Aug. 21 (Bloomberg) -- Standard Chartered Plc will probably be awarded a banking license in Angola by the end of the year, allowing it to compete with local and Portuguese banks in Africa’s second-biggest oil producer, a central bank official said.
The application “has to be approved by the council of ministers,” Antonio Andre Lopes, vice-governor of the Banco Nacional de Angola, said today in an interview in his offices in Luanda, the capital. “We have been receiving a lot of proposals from local and foreign investors to create new banks.”
Angola, which already has 23 lenders operating in the country, is trying to boost lending and banking services in a market where only 26 percent of people have bank accounts. Financial services companies already operating in the southern African nation include Johannesburg-based Standard Bank Group Ltd, Banco Espirito Santo SA and local banks including Banco BIC SA and Banco Angolano de Investimentos SA.
Other foreign lenders have expressed interest in obtaining Angolan banking licenses, Lopes said, declining to be more specific. By the end of the year two more local banks will get licenses, he said. An investment banking license will be given to a state-owned company, he said.
Standard Chartered already has a representative office in Angola and has set up a joint venture with a state-owned insurance company. The London-based lender, with operations in 16 African countries, plans to invest $100 million in the continent over the next three years, Diana Layfield, the head of Standard’s Chartered’s African operation, said in an interview in Cape Town in May.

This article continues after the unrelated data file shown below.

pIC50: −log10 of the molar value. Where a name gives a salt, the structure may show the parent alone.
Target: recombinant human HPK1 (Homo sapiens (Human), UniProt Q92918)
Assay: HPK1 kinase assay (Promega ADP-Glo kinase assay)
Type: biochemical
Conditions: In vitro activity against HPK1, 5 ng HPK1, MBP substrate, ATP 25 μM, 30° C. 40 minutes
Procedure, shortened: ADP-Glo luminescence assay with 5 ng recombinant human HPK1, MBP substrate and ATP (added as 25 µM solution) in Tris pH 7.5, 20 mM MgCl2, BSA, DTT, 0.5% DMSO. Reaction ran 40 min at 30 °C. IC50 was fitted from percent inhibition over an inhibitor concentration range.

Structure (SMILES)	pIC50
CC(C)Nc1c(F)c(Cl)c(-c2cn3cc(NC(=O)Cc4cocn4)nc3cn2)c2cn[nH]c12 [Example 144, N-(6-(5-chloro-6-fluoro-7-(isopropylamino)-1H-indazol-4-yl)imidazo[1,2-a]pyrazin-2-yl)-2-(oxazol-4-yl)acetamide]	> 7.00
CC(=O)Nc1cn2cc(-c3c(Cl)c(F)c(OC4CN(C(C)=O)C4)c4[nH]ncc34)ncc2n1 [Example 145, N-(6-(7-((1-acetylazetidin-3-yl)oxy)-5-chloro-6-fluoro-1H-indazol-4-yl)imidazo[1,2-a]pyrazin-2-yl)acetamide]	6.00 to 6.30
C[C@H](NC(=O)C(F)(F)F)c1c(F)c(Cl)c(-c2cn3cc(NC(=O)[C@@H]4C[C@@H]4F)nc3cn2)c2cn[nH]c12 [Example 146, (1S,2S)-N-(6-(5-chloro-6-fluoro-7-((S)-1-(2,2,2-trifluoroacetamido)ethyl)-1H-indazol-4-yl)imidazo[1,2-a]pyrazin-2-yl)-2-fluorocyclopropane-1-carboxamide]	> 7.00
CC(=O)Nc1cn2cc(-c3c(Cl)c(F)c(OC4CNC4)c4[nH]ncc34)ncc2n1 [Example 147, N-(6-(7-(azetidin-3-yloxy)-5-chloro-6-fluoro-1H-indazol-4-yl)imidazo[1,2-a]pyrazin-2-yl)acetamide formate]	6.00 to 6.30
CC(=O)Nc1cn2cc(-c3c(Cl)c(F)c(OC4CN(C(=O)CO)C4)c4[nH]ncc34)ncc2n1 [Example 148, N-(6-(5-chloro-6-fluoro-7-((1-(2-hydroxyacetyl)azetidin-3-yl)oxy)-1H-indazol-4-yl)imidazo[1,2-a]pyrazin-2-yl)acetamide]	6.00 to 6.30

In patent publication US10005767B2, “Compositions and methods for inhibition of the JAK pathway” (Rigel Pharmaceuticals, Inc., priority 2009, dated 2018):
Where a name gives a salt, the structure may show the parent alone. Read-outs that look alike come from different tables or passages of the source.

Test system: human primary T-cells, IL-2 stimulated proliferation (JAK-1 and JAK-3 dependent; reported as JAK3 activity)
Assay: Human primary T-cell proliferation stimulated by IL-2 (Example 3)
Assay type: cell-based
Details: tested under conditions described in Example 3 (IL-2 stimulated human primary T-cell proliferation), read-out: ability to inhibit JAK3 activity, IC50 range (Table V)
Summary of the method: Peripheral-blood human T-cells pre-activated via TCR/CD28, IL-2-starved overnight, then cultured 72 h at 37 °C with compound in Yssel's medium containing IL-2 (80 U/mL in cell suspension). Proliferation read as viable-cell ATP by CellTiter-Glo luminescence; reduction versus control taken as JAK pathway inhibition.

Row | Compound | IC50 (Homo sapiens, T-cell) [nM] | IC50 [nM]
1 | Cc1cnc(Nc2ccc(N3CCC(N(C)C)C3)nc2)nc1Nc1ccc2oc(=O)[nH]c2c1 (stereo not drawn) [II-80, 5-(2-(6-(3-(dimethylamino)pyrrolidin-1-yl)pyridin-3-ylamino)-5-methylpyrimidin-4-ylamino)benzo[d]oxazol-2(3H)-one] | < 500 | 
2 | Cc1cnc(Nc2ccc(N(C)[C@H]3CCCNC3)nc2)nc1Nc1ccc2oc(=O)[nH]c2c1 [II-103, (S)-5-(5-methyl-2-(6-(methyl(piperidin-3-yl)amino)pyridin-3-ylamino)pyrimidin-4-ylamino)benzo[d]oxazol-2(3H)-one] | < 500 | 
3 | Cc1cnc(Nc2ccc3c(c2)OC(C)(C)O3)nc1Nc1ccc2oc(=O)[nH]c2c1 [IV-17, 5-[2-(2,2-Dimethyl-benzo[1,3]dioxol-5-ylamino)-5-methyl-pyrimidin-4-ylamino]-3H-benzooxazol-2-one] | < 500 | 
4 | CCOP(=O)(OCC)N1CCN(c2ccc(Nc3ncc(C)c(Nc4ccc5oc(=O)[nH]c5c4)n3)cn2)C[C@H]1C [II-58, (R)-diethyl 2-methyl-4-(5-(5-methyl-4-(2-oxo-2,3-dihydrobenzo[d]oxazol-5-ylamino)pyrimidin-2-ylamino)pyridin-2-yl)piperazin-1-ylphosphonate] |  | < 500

It currently operates in 16 African countries, according to its website. Sarah Lindgreen, a London-based spokeswoman, said Peter Sands, the company’s chief executive officer, in February said Standard Chartered in February signed an agreement to form a bank in a venture with Angolan state-owned insurance company ENSA. She declined to comment further.
Lopes said the central bank will let market forces dictate whether banks consolidate, while it will create a capitalization fund to help banks comply with a minimum capital requirement of $25 million.
“The Angolan system is robust, notwithstanding the existence of bad credit” and a fall in profits, he said. Deposits and lending have increased and the central bank expects 30 percent of Angolans to have bank accounts by year end, he said.
The central bank in the last three months approved regulations to improve corporate governance, including requirements for compliance departments appointed by shareholders and a separation of executive and oversight roles, he said. External auditing rules have been put in place and the central bank wants local lenders to comply Basel II regulations, he said.
In order to boost lending the central has reduced reserve requirements to 15 percent of foreign currency holdings from 20 percent, he said. Local currency asset requirements have been kep’t at 15 percent.
The government is also trying to subsidize loans for small businesses through the Angola Invests program.
“Of course we still have a long way to go,” he said. “We are not happy with the situation.”
Angola plans to start a stock exchange in 2016 and Lopes expects banks to trade on the bourse, Lopes said. A secondary bond market will probably start next year, he said.
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